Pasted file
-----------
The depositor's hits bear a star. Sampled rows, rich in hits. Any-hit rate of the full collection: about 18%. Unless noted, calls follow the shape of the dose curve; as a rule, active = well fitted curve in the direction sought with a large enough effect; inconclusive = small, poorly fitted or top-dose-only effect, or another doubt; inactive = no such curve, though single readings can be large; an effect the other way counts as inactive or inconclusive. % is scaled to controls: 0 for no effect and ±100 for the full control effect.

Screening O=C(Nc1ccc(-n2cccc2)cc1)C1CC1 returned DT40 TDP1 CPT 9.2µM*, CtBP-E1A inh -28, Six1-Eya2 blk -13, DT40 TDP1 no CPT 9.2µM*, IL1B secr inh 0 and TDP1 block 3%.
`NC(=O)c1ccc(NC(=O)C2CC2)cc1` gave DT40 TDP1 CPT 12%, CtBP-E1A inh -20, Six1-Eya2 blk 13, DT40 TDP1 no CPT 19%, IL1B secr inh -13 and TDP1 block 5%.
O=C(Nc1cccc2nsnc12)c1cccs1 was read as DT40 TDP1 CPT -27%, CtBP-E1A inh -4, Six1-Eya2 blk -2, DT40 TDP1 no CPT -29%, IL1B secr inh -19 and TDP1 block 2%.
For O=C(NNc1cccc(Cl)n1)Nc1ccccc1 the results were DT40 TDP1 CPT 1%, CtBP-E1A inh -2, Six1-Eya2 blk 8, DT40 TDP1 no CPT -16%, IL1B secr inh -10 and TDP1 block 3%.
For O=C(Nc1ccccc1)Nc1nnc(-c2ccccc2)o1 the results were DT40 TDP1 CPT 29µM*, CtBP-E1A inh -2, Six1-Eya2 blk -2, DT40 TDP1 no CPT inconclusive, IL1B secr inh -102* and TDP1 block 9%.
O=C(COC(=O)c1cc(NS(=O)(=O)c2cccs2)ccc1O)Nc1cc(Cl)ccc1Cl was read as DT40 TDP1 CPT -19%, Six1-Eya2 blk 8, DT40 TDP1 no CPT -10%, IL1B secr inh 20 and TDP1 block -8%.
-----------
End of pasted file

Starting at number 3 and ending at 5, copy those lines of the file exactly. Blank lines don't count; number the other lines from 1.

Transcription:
`NC(=O)c1ccc(NC(=O)C2CC2)cc1` gave DT40 TDP1 CPT 12%, CtBP-E1A inh -20, Six1-Eya2 blk 13, DT40 TDP1 no CPT 19%, IL1B secr inh -13 and TDP1 block 5%.
O=C(Nc1cccc2nsnc12)c1cccs1 was read as DT40 TDP1 CPT -27%, CtBP-E1A inh -4, Six1-Eya2 blk -2, DT40 TDP1 no CPT -29%, IL1B secr inh -19 and TDP1 block 2%.
For O=C(NNc1cccc(Cl)n1)Nc1ccccc1 the results were DT40 TDP1 CPT 1%, CtBP-E1A inh -2, Six1-Eya2 blk 8, DT40 TDP1 no CPT -16%, IL1B secr inh -10 and TDP1 block 3%.